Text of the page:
Wednesday, January 13, 2010

Requiem for an ATO

This young man is a British Army ATO (Ammunition Technical Officer), Captain Daniel Read of the Royal Logistic Corps, who served in Afghanistan as a High Threat Improvised Explosive Device (IED) Disposal Operator. The military acronym for this sort of work is CIED (Counter-Improvised Explosive Device). CIED specialists are the soldiers who locate and dispose of the increasingly complex bombs and mines (IEDs) which are the Taliban's preferred weapon against NATO forces in Afghanistan. It's important and dangerous work, as shown in last year's film, The Hurt Locker.

Capt. Read was killed last week in Afghanistan doing what he loved to do. He was 31 years old, and married. One of his commanding officers said of him, "He had dealt with many numbers of IEDs, rendering them safe in a calm and professional manner. Dan never showed any fear, just a clear focus on his job and a dedication to duty that few outside the ATO profession can equal." You can read the whole MOD press release on Capt. Read here.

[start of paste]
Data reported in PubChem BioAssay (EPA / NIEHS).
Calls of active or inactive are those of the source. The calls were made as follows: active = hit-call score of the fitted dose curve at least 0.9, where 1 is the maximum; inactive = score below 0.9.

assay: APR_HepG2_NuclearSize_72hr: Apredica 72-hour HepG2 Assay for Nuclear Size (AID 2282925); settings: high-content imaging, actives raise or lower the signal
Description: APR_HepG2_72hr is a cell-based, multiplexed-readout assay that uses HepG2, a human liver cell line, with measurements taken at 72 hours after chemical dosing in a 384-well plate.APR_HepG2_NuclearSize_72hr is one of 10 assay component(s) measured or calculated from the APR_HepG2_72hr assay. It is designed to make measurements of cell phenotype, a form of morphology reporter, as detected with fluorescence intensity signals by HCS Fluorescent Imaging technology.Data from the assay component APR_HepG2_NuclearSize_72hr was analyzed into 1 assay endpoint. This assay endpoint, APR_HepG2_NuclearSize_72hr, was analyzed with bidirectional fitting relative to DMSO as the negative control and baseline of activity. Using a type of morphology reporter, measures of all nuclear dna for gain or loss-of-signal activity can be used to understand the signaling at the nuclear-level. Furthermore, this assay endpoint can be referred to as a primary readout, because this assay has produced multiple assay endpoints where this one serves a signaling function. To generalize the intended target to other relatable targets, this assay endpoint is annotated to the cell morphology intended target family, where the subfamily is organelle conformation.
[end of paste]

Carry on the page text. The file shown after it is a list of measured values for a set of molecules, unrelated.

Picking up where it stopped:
By chance, last week I attended the medical repatriation of a Canadian CIED operator at Halifax Intl. Airport last week. A corporal from 14 Wing, one of the many Air Force and Navy members serving alongside the Army, was caught in a secondary blast following the blast that killed Canadian soldier Lt. Nuttal just before Christmas. When our corporal made his way through the terminal on crutches, it was to spontaneous applause from passengers, many of whom had teary eyes. Our corporal was lucky to come through with concussion and soft tissue damage, but he will have work to do to get better.

So if you see a Canadian or NATO soldier wearing a CIED patch on their fatigues, wish them well and tell them you appreciate their work. They are some of the real heroes of this war.

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Mad Padre

Mad Padre
Opinions expressed within are in no way the responsibility of anyone's employers or facilitating agencies and should by rights be taken as nothing more than one person's notional musings, attempted witticisms, and prayerful posturings.


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